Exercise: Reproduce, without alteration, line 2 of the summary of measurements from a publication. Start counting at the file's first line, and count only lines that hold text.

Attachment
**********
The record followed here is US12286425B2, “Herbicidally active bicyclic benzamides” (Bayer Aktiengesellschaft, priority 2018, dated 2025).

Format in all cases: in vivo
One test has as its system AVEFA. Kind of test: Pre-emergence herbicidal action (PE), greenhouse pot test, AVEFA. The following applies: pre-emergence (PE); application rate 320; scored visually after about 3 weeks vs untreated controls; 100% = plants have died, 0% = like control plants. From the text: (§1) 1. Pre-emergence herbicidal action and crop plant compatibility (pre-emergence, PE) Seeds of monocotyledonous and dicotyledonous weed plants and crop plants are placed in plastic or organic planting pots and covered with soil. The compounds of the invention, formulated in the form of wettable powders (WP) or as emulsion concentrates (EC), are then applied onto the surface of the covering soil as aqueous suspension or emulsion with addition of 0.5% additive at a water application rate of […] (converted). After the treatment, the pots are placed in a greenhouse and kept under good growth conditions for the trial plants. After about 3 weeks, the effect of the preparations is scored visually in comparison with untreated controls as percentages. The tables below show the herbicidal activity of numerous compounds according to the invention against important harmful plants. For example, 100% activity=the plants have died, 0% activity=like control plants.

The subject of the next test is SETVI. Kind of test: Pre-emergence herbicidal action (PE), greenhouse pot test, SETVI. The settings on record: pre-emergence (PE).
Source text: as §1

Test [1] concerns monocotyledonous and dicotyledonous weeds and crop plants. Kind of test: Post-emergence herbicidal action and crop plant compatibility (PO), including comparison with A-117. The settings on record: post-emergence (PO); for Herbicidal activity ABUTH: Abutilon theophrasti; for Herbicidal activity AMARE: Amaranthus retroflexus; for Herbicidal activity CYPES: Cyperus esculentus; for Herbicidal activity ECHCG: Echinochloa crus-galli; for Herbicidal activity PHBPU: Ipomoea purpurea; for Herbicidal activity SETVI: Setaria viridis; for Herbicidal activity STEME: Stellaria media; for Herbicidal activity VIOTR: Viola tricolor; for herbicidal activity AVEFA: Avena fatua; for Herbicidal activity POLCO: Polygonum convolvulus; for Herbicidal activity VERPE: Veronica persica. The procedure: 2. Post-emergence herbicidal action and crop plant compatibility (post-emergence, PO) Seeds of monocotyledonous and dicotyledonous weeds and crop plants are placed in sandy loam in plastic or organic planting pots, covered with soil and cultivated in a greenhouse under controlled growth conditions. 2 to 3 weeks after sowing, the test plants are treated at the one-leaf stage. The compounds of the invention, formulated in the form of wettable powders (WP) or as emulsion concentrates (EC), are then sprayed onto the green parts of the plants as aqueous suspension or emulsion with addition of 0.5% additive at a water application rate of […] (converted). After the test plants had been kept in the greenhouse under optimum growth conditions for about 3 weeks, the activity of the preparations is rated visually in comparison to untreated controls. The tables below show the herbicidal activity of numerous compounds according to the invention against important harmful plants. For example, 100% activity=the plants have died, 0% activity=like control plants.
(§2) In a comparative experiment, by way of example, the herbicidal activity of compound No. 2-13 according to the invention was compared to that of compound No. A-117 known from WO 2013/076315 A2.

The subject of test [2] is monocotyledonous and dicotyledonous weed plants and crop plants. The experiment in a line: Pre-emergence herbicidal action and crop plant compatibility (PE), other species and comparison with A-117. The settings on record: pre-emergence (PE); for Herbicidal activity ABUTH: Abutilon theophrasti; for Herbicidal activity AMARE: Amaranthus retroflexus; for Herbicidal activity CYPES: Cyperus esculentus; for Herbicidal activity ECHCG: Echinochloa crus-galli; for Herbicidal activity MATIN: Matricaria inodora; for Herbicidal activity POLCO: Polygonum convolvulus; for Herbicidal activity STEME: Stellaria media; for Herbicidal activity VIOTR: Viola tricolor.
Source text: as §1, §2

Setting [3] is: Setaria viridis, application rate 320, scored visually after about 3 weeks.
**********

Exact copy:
Format in all cases: in vivo